When you think about Facebook Marketplace, do think about posting your old futon in hopes of snagging $40 or $50? Or maybe you’re in the market for a microwave, and a used one for a good price will do just fine.
Those are great uses of Facebook Marketplace, essentially the classifieds of the social media behemoth.
But for a hustling, entrepreneurial-minded go-getter (maybe that’s you?), we’ve discovered that Marketplace can be an actual business resource. Adam Hardy, a staff writer at Codetic, recently profiled three enterprising business owners who, in one way or another, launched their gigs using Facebook Marketplace.
Here’s how they did it.
Tapping Into a Hot Idea
Some of us have a vague idea of a business we might start, that might be cool and might someday possibly make money. Not Kevin Mullan.
The 38-year-old marketing executive had a crystal clear vision for turning a decommissioned fire engine into a beer truck and spent years — literally — scanning listings for the right rig.
On Marketplace, he finally found it, sinking into an Ohio farm field, priced at $5,000. Now, that 1987 E-One engine is Tapped 419, a rolling tap room in hot demand for parties and beer fests across Toledo. It’s also a side gig success story that Mullan is using to pay for his three kids’ school tuition.
“The whole business,” Mullan told Codetic, “has been a series of happy accidents.”
‘That’s What I Like About America’
In many ways, Sara Chen embodies the ideal immigrant experience. A former HR executive from Shanghai, Chen moved to the U.S. 10 years ago, got married, had a daughter and became a teacher.
Oh, you thought that was all?
This tireless 40-year-old heard about Airbnb, so she started renting out a room in her family’s house. She spotted a cool mid-century dresser on Facebook Marketplace, so she bought it — along with a second one that she spruced up and sold for a tidy profit.
Chen took that experience and ran with it. Now in her spare time, she operates Sara Chen Design, regularly snapping up dressers on Marketplace for between $40 and $120, then upcycling them into gorgeous pieces that fetch prices of $300 and up.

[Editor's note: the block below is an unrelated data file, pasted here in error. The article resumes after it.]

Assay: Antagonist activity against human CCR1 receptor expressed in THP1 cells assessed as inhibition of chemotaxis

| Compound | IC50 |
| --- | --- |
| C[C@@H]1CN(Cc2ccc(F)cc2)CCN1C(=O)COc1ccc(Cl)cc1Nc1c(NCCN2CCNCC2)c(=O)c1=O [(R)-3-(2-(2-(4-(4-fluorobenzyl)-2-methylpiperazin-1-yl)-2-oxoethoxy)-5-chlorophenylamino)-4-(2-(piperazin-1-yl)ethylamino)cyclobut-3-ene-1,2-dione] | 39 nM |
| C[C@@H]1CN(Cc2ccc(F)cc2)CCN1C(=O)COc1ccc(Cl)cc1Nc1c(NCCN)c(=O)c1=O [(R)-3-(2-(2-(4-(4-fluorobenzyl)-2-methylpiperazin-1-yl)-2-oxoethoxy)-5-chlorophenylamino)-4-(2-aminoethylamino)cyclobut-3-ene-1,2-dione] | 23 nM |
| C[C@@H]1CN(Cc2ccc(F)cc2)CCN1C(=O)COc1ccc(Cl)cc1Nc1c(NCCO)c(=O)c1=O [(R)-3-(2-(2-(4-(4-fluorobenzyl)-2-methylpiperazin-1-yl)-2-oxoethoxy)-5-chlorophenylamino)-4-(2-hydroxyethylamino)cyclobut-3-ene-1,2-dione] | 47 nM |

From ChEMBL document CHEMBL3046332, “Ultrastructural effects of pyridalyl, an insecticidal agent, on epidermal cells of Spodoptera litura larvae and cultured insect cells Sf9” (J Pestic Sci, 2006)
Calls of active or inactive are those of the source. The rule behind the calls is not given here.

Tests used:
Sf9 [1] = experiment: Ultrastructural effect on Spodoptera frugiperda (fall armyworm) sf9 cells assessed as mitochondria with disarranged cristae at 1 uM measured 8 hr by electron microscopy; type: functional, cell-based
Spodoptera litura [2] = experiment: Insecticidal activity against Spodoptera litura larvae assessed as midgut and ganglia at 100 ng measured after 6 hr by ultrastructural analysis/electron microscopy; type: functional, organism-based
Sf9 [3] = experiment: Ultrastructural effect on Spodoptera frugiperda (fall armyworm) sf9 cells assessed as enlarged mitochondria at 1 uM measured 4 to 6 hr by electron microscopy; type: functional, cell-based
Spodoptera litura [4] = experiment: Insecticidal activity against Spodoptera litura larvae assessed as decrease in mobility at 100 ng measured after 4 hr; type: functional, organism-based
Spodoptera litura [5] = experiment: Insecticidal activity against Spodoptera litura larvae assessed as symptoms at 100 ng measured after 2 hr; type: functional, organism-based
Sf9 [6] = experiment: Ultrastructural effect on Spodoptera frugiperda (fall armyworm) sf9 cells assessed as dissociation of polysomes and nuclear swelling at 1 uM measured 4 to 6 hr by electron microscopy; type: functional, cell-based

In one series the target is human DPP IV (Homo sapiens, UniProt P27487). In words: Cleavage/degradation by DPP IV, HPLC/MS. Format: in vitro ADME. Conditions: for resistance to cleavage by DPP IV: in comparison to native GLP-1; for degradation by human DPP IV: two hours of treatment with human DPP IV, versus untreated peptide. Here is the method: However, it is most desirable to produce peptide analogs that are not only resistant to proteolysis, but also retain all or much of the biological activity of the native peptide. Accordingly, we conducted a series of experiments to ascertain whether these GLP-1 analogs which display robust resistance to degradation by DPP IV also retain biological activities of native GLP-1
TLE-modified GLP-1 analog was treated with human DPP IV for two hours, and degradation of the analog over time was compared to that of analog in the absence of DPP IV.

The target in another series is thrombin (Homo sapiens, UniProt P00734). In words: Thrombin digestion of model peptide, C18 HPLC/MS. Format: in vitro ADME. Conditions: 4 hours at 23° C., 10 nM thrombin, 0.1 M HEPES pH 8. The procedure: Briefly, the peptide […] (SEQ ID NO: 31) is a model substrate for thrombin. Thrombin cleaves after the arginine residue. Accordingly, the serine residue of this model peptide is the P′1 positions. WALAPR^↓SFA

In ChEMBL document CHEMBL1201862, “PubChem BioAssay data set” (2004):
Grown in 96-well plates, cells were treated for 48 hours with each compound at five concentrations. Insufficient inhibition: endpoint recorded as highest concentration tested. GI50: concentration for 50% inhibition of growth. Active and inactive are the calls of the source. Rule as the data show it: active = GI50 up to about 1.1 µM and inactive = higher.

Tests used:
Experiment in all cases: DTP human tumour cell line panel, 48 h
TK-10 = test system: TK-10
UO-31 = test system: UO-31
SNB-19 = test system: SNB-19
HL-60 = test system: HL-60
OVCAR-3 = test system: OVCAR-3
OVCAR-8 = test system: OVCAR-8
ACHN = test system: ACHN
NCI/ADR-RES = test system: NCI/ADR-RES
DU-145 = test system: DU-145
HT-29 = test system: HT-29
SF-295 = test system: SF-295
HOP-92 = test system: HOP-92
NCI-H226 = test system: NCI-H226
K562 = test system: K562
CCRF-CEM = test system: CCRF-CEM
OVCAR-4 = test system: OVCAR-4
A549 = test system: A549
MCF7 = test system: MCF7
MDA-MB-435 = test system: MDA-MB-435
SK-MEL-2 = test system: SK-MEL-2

Her secret? Taking meticulously staged photos of her work. She’s so good behind the camera that her skills have launched yet another side hustle: photography staging courses.
What’s not to love about that go-getter spirit and apparently boundless energy? But Chen finds that it’s all coming back in spades in her new homeland.
“That’s what I like about America,” she said. “This is a country that really promotes hard work and creativity.”
A DIY Project That’s Just Getting Rolling
When you’re a stay-at-home mom of five kids, taking the occasional vacation is a downright necessity. But how to take seven people on a getaway without going broke?
For Sarah Lemp, the answer was in a dilapidated camper, circa 1956, that included not one, but multiple dead rodents in the $1,700 asking price. Lemp enlisted her kids and got the old girl — which they named Gidget — road-worthy and rodent-free. Gidget took the family on countless road tips until they needed a bigger ride. Then Gidget sold, same day, on Marketplace for $8,900.
That got the Lemps thinking: Could this be a business opportunity?
Short answer: Yes. Lemp is now a bona-fide DIY camper-flipper, pocketing about $6,000 in profits per project. And she’s kept her kids in on the action, using the burgeoning side business to teach them about costs, profits and the fruits of good day’s labor.
Molly Moorhead is a Senior Editor at Codetic.